There are two basic ways for evangelical Christians to care about the arts. One is the Kuyperian Reformed route, and the other is the way of bohemian pose-striking. One of the most heartening aspects of the “young, restless, and Reformed” development is the possibility of a real aesthetic reformation. Perhaps I should explain myself.
Scripture teaches us, over and over again, that deliverance comes from odd and unexpected places. And Scripture also tells us repeatedly that the faithful who are waiting for such deliverance have a tendency to wait by the wrong door. David was just a shepherd boy. Joseph was handed off to a passing caravan for a bit of money. Daniel was a slave, captured in war. Esther was just one more beauty for the harem. Jeremiah was just a kid. And Jesus grew up in that podunk place, Galilee of the Gentiles.
When it comes to what is true, what is good, and what is beautiful, the emergent types have gone bohemian in all three areas. Their truth has gone to relativistic mush, their ideas of goodness are more interested in anal intercourse than they ought to be, and their concept of beauty is summed up by outre tattoos in inappropriate places. They have fallen for the simplest of Screwtape’s devices, the idea that “gritty” is real and “lovely” is bourgeois. They fell into that simple trap because they are such deep people.
In the meantime, with our culture teetering on the edge of the great desolation, the academic Keepers of Kuyper have been reading learned papers to each other, dealing with lots of good material, but when anybody coughs, a small cloud of dust appears above the audience, and then slowly drifts away. A lot of really good stuff there, but about as lively as you might expect. They do produce some good books though.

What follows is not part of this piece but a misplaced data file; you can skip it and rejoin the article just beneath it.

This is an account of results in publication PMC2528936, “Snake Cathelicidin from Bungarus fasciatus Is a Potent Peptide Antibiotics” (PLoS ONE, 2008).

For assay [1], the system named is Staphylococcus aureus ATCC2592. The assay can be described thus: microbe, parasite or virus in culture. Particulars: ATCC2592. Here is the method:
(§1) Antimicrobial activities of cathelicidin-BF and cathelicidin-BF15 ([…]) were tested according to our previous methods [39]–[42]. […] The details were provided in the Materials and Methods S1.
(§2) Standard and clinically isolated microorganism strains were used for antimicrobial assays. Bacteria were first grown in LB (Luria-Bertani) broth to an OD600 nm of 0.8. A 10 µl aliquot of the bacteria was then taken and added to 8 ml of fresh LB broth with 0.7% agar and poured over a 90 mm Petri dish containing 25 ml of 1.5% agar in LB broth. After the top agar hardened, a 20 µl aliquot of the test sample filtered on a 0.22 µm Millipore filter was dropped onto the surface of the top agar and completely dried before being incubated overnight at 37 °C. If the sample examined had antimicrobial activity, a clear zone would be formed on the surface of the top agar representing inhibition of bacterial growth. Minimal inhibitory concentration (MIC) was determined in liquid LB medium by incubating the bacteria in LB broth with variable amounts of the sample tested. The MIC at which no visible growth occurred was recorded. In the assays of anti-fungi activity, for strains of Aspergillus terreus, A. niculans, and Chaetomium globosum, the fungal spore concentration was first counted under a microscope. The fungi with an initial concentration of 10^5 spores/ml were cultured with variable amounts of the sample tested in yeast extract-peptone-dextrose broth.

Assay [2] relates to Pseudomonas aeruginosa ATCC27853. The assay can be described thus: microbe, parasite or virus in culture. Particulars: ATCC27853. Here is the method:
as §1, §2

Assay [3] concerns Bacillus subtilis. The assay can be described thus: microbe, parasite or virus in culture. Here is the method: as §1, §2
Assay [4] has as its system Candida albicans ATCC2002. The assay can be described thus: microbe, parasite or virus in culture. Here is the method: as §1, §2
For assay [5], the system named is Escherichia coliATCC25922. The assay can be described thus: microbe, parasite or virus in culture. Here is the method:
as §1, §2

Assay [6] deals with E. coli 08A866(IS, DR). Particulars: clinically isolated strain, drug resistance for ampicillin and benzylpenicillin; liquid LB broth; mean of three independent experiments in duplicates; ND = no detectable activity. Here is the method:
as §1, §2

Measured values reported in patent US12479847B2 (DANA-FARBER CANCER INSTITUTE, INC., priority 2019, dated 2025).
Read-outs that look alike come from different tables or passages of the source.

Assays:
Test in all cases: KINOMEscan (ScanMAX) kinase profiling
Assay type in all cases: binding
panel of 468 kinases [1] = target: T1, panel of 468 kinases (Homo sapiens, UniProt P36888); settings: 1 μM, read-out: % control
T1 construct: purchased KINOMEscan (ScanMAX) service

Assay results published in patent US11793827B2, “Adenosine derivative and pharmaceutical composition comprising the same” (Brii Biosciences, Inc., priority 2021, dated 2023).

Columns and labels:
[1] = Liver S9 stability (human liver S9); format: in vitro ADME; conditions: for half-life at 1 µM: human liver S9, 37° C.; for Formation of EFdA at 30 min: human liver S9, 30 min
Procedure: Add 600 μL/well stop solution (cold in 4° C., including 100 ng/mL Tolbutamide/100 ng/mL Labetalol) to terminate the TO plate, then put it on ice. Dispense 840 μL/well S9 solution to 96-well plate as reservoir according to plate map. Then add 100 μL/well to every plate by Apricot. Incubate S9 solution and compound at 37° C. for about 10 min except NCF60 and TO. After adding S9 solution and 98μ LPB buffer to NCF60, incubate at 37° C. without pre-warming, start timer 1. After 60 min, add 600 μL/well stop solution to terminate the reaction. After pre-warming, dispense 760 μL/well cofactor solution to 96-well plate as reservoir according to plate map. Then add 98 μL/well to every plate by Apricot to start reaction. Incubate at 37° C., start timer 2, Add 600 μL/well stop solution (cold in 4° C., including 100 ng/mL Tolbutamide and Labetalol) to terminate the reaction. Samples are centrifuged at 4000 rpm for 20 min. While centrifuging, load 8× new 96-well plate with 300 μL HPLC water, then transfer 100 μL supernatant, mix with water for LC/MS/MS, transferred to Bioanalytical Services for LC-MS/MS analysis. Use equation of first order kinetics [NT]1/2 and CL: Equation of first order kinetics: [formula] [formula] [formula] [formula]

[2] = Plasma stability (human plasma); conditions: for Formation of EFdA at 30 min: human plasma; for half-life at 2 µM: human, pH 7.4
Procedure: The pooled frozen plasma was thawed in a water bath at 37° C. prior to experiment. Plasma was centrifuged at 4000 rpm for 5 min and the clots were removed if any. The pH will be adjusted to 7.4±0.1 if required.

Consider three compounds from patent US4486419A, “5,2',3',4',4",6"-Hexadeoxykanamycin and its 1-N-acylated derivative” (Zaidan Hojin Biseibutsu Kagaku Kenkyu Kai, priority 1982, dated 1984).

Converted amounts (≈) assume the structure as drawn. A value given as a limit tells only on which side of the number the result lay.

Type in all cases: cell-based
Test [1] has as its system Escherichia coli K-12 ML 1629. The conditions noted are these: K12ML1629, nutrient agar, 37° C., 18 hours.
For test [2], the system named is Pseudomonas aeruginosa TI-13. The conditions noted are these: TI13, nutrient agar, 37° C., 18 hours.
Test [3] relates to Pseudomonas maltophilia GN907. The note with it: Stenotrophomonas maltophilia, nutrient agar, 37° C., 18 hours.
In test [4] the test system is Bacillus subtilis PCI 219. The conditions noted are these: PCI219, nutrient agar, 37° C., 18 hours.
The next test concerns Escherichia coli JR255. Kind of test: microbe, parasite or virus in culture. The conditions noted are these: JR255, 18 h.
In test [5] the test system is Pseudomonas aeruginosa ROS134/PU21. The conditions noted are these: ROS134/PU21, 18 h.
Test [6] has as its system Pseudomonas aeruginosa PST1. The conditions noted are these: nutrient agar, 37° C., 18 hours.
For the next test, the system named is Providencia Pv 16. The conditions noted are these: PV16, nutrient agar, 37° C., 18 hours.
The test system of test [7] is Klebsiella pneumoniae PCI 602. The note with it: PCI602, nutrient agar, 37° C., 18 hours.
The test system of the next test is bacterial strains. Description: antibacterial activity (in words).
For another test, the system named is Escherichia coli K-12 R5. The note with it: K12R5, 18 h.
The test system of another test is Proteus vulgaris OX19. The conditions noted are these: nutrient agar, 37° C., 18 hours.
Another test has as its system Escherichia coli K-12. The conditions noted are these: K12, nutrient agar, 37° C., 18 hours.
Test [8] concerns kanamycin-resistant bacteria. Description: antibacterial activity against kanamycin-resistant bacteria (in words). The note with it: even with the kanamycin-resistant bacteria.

And so then, in this setting, against all odds, a large sector of up and coming young evangelicals become ardent . . . Calvinists. And by Calvinist, I do not mean someone who grew up in the environs of Grand Rapids, and whose thought processes are tinctured with some elements of a by-gone Reformed tradition. I mean somebody who acctually thinks that God is God, all the way up, all the way down, and all the way across.
This means that all the elements of a true Kuyperian rennaissance are now in place. It has not happened yet, but it is starting to. I have noticed some quite striking developments, which I may write about in a future post. This is because it is not really possible to believe that God is God, and then not have it come into authoritative contact with everything. The young, restless, and Reformed are on the same conveyor belt called time that the rest of us are, and this means they will shortly have kids to educate, schools to start, businesses to build, albums to record, paintings to paint, novels to write . . . and decisions to make.
If those decisions continue to be in line with the evangelical truth that God was in Christ reconciling the world to Himself, and the Reformed truth that He did not do this in some kind of haphazard way, and the Kuyperian truth that He is invested in the entire creation, then we are on the threshold of a striking aesthetic reformation. And about time.
Don’t get me wrong. When I look at the young, restless, and Reformed I do not see a likely source of deliverance. They actually make me think of a jungle full of monkeys. But perhaps the Holy Spirit smiles and says, “Just the thing.”